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Tuesday, February 19, 2008

What the Hell Happened in New Hampshire (And why do we care)?

I've been mulling this for a while but I haven't actually looked at the numbers before.

The conventional wisdom at the time was that, if Barack Obama had won New Hampshire, the Clinton campaign would have been over. Because how could one recover from such a crushing victory in such a large and populous state?

So, looking at the numbers, Clinton won 39% to Obama's 37%. She won 7,479 more votes.

I'm going to say that again: 7,479 votes. This is particularly stunning to me since this is approximately the population of my home town in Nebraska - and it ain't big.

So, without that, Clinton would have been out. Can someone explain to me how this was a remarkable "comeback"? (And how many of those votes were because she cried?) Less than 7,500 votes? (RCP says that Obama has over 400,000 more votes thus far, even including Florida.) Because of that we're going to be doing this crap until June

I think this illustrates the tenuous nature of the Clinton campaign.


Comments on "What the Hell Happened in New Hampshire (And why do we care)?"


Blogger Anonymoustache said ... (1:25 PM) : 

I agree that Clinton's campaign is hanging by a thread; I think she is finished. But I disagree that she would have quit if Obama had taken NH. And she did get some significant votes over Obama in several prominent states (about 400,000 more votes in CA, about 300,000 more votes each in NY and FL, and about 200,000 more votes in MA). And the Clinton camp probably knew that they had huge vote blocs in these (and other) states in the bag. No way they were finished after NH, no matter what.
Also, I think this protracted battle (albeit kinda one-sided lately) is to Obama's benefit. Some of the ludicrous stuff can be gotten out of the way. The embarrassingly funny plagiarism allegation, for instance, would have gotten more play and, in my opinion, gotten more traction amongst the conservative fundies, if it had come up during general election mud-slinging. Now it has been treated for what it is---silly stuff. Going against the Clinton machine, even if it gets ugly, only helps Obama---I am convinced of it.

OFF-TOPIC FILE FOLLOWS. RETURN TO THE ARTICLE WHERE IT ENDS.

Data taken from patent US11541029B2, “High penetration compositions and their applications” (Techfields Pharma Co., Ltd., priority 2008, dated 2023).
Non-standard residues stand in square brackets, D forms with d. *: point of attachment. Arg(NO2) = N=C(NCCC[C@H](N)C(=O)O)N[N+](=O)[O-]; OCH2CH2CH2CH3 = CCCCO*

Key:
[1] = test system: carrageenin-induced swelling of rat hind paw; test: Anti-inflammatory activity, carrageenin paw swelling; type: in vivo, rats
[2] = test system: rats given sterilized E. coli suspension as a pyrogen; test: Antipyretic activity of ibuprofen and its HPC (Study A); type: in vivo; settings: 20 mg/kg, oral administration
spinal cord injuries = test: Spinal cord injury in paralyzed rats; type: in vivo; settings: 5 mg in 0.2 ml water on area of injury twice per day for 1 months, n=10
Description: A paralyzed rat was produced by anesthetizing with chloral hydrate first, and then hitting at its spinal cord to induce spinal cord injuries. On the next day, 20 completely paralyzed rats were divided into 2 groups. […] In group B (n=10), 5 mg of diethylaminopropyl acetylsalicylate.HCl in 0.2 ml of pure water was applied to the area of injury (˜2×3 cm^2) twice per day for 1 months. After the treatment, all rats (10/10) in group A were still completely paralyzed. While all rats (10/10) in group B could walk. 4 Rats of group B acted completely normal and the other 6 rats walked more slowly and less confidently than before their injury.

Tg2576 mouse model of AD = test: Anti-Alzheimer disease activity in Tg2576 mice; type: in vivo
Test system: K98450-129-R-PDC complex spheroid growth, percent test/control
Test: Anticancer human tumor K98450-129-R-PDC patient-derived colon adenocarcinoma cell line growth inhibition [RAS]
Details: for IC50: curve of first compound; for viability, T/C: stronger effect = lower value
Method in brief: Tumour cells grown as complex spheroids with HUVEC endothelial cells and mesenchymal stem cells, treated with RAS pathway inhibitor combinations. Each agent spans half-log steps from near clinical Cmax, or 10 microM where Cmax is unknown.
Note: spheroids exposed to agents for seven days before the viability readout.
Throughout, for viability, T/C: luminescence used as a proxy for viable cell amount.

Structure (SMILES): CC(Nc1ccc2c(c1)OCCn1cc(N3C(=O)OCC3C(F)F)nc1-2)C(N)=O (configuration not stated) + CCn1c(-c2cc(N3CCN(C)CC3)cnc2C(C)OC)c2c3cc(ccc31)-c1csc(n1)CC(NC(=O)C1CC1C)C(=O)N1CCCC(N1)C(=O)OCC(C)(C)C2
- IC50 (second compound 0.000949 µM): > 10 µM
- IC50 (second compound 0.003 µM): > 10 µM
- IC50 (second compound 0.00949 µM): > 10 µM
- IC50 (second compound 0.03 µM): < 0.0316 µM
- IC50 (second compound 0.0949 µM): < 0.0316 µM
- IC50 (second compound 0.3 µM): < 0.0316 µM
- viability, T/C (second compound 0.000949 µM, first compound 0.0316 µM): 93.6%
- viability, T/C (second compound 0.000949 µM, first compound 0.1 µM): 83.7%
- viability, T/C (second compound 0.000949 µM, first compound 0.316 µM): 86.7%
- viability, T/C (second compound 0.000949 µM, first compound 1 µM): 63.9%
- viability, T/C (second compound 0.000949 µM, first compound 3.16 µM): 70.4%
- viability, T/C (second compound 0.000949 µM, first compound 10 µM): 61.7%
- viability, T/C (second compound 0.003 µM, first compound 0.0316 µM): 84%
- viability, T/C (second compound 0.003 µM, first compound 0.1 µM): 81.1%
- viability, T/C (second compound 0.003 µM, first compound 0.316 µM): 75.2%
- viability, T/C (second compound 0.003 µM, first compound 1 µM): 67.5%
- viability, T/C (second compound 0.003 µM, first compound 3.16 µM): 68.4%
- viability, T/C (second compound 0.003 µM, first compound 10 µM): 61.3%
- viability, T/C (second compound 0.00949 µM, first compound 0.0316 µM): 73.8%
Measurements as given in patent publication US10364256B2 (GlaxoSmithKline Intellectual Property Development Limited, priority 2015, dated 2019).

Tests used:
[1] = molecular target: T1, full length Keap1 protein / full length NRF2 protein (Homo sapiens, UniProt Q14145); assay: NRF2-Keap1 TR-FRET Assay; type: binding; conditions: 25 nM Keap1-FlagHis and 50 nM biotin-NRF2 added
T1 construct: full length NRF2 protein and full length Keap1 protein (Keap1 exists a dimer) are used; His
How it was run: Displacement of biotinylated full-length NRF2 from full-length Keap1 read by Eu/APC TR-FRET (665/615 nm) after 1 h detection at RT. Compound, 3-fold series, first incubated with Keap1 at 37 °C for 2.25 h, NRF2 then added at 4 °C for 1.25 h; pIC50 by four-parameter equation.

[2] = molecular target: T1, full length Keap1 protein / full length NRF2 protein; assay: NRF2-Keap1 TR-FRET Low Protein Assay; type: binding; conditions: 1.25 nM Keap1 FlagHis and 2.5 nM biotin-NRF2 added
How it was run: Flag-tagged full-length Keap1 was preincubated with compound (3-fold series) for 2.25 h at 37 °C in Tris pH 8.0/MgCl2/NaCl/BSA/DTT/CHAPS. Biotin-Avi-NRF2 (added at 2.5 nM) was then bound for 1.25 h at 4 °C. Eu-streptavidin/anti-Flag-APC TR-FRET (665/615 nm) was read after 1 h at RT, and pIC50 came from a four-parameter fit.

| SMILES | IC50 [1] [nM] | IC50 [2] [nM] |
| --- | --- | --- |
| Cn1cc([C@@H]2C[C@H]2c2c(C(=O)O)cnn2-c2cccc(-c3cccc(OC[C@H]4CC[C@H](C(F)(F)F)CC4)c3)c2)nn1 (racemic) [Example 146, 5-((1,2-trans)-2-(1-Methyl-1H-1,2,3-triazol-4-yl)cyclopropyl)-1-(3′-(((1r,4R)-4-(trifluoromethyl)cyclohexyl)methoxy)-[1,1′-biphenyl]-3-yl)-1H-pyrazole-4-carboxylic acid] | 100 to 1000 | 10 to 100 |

It is a win-win for him. He comes off as somewhat of a sympathetic figure, yet also comes off as strong and statesmanlike in his against-the-odds triumph over a seasoned political machine. He is fresh enough not to have extensive Washinton-taint on him, yet will have built a case that he is politically savvy enough to get things done. Heck, he'd have gone 15 rounds with the Clintons and bested them!
Well, it wont go 15 rounds, but it has gone far enough. I think he takes Ohio and Texas and (somewhat sadly) puts an end to this valuable full-contact practice for the general election.


Blogger Robb said ... (9:03 PM) : 

I wrote a really long response to this and then my computer shut down for some reason.

Here's the short version: the media wanted a horse race so they played up a razor thin victory as a "comeback". This buoyed Clinton enough to keep her from getting beat worse on Super Tuesday. It just kept her unnaturally alive ala Teri Schiavo.

Also, New Hampshire? Can't we get past that?


Blogger Anonymoustache said ... (7:52 AM) : 

I agree that the media plays up things to get a better story. I dont buy that it buoyed Hillary. I think most of the voting, especially this year, has been unaffected by media hype. If you believed the media, Giuliani would have a lot more votes. Heck they were making fun of Ron Paul when Paul had a better showing overall than ol' Rudy. So the media successfully affects public perception only in absentia, i.e., by marginalizing candidates; they are not so good at promotion, cos most people can see thru the bullshit of most of these candidates. McCain was widely reported to have been bankrupt and done; yet people voted for him and see where he is now.
But back to the marginalization issue----that is serious and sad. Even in this age, relatively few people have access to/time to evaluate and digest online content etc. So they do rely on mass media to bring them the candidates. I think that even Edwards, a fairly mainstream candidate suffered due to the media largely ignoring his issues and making a big deal out of his freaking haircut. I didn't the same media calling W out constantly for the irresponsible drunk and crackhead that he is. Anyway, marginalizing Edwards could be really bad for this country---inordinate disparity in incomes and wealth-distribution is the first step to widespread societal illness. If we don't quit treating the poor like inferior humans we are in for bad bad trouble. A disturbingly large number of conservatives espouse social Darwinism, probably without even realizing it 'cos it is all cloaked in the flag and the republican-Jesus interpretation of the Bible. The mass media should do a better job of keeping this issue on the frontburner, but I'm not holding my breath.
Anyway, sorry to go off on a tangent, but the main point is that the media cannot effectively buoy a candidate----ultimately people see the presented candidates for who they are; the media can only help destroy a candidate by not presenting them in terms of time or fairness.


Blogger Robb said ... (8:03 PM) : 

BUT, if they DON'T marginalize a candidate when they should be, they are artificially keeping them afloat.

So, you say that people can see through the bull$#!# of the candidates but you also say that they only get their info on the candidates through big media. The former, I completely disagree with and the latter supports my point.

People do not have any idea who candidates really are. They see a carefully crafted persona. I have no doubt that that goes for Obama as well. Real people are too difficult to sell in bite-sized packages.

PS: I agree that poverty is bad.


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